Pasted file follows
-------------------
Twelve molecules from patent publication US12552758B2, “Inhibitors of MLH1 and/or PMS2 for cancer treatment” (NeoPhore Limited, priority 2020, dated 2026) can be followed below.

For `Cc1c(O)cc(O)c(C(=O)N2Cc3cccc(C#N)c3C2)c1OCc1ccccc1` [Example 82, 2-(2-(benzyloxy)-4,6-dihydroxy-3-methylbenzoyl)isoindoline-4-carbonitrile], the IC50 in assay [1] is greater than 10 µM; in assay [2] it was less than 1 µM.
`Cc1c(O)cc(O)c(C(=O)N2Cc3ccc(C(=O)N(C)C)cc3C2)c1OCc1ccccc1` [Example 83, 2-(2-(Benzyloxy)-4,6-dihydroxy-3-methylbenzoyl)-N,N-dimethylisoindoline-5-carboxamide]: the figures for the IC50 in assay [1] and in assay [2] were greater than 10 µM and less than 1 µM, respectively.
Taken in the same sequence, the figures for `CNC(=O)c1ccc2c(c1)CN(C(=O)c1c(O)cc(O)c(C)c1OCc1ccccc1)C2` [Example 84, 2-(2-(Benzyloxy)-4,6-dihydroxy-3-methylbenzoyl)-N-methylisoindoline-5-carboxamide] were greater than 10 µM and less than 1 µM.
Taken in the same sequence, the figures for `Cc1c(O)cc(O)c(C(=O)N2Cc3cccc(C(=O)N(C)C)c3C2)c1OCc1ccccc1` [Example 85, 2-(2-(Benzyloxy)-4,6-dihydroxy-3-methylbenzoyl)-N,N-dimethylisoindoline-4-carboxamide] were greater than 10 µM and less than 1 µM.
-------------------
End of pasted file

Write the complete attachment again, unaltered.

Twelve molecules from patent publication US12552758B2, “Inhibitors of MLH1 and/or PMS2 for cancer treatment” (NeoPhore Limited, priority 2020, dated 2026) can be followed below.

For `Cc1c(O)cc(O)c(C(=O)N2Cc3cccc(C#N)c3C2)c1OCc1ccccc1` [Example 82, 2-(2-(benzyloxy)-4,6-dihydroxy-3-methylbenzoyl)isoindoline-4-carbonitrile], the IC50 in assay [1] is greater than 10 µM; in assay [2] it was less than 1 µM.
`Cc1c(O)cc(O)c(C(=O)N2Cc3ccc(C(=O)N(C)C)cc3C2)c1OCc1ccccc1` [Example 83, 2-(2-(Benzyloxy)-4,6-dihydroxy-3-methylbenzoyl)-N,N-dimethylisoindoline-5-carboxamide]: the figures for the IC50 in assay [1] and in assay [2] were greater than 10 µM and less than 1 µM, respectively.
Taken in the same sequence, the figures for `CNC(=O)c1ccc2c(c1)CN(C(=O)c1c(O)cc(O)c(C)c1OCc1ccccc1)C2` [Example 84, 2-(2-(Benzyloxy)-4,6-dihydroxy-3-methylbenzoyl)-N-methylisoindoline-5-carboxamide] were greater than 10 µM and less than 1 µM.
Taken in the same sequence, the figures for `Cc1c(O)cc(O)c(C(=O)N2Cc3cccc(C(=O)N(C)C)c3C2)c1OCc1ccccc1` [Example 85, 2-(2-(Benzyloxy)-4,6-dihydroxy-3-methylbenzoyl)-N,N-dimethylisoindoline-4-carboxamide] were greater than 10 µM and less than 1 µM.